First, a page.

The addition of Russian instruments and landers would only make the 2016 mission more exciting assuming all the technical and managerial issues can be worked out without unacceptable additions to technical, schedule, or budget risk.
I can understand, however, OMB's position. It is looking at a suite of programs for human spaceflight and the over budget James Webb Space Telescope that it and Congress have agreed are NASA's top priorities and for which the current NASA funding likely is insufficient. The American budget problems are likely to reduce NASA's funding or at very best keep it flat. Commitments made in haste may be undone later.
I have come to wonder whether the American political process will approve the start of a Mars sample return program without the discovery of strong signs of life or at least habitability on Mars. If Curiosity or another mission (such as the 2018 rover) finds complex hydrocarbons consistent with life, for example, I think support for the sample return will be strong. Without it, it has proven difficult over the past twenty years to convince the political process that bringing back "a bunch of rocks" justifies the expense of many billions of dollars.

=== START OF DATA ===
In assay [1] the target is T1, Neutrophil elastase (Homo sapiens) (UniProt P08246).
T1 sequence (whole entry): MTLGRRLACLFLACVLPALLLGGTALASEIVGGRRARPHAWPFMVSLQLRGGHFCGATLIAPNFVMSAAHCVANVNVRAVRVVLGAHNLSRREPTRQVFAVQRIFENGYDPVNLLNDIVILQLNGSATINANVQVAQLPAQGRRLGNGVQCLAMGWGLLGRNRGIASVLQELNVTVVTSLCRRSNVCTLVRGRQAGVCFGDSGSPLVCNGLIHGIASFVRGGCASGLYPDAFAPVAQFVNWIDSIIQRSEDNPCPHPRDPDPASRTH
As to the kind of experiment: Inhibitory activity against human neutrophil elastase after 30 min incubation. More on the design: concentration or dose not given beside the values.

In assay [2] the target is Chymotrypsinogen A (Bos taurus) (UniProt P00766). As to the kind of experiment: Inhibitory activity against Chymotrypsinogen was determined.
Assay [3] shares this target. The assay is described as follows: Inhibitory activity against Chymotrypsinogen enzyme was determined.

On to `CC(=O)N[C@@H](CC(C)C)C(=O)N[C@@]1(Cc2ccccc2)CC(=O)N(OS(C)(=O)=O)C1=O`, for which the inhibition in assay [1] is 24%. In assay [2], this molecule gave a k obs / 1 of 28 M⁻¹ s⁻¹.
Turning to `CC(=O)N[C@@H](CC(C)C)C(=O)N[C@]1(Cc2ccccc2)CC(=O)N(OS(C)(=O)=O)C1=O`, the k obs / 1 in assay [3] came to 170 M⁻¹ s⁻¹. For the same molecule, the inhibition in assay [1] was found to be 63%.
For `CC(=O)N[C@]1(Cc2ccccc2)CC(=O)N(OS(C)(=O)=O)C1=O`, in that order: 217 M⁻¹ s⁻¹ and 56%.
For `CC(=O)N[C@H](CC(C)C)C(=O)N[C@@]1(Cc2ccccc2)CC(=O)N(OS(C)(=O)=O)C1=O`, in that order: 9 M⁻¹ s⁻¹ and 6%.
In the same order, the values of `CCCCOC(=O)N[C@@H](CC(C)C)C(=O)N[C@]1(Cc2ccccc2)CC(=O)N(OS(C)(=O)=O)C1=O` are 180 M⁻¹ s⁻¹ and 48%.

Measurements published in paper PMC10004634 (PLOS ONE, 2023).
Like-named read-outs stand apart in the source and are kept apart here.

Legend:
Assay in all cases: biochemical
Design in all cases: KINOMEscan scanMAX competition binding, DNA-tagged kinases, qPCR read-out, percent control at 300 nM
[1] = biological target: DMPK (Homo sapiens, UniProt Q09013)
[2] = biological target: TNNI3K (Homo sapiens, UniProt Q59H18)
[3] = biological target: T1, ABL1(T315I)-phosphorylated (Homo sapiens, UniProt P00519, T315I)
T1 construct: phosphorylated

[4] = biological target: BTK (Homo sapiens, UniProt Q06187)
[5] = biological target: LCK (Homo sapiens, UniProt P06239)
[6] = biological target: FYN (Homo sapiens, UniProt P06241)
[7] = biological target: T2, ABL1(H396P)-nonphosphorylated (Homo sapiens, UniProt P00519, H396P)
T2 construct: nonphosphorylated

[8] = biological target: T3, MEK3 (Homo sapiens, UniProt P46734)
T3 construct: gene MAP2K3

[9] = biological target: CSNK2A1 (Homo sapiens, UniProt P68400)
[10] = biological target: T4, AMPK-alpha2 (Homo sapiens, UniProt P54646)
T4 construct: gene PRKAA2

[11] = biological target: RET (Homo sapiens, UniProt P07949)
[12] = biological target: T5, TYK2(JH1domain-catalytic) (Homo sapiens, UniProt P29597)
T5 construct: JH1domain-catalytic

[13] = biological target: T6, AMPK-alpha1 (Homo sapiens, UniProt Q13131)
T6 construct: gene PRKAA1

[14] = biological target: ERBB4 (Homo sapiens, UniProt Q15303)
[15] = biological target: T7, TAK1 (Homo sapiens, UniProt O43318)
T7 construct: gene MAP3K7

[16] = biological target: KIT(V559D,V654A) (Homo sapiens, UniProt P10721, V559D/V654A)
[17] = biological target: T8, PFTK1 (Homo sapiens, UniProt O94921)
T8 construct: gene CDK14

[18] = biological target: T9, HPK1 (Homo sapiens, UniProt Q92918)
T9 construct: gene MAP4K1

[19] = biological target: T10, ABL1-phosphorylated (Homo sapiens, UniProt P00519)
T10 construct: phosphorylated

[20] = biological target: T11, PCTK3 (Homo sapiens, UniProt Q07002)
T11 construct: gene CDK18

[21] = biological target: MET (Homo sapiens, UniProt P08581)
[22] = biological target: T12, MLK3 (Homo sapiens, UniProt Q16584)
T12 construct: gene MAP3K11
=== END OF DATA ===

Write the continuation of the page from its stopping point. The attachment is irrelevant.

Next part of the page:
So, to address the question in the title of this post, I don't yet know if this will be a retreat from Mars. The fact that Congress held a hearing on NASA's Mars program budget impasse and required continued spending on it for this year is an encouraging sign. The scientific community remains committed to supporting the program. In normal times, I would be optimistic that these problems would be worked out. Given the budget problems and politics in the US, Europe, and Russia, I am only hopeful that they will be.
Russia's proposals for the 2016 mission article at Russian Space Web and a shortened version at the BBC website.
Aviation Week article on NASA budget situation regarding its Mars program, U.S., Europe, Russia To Talk Mars Mission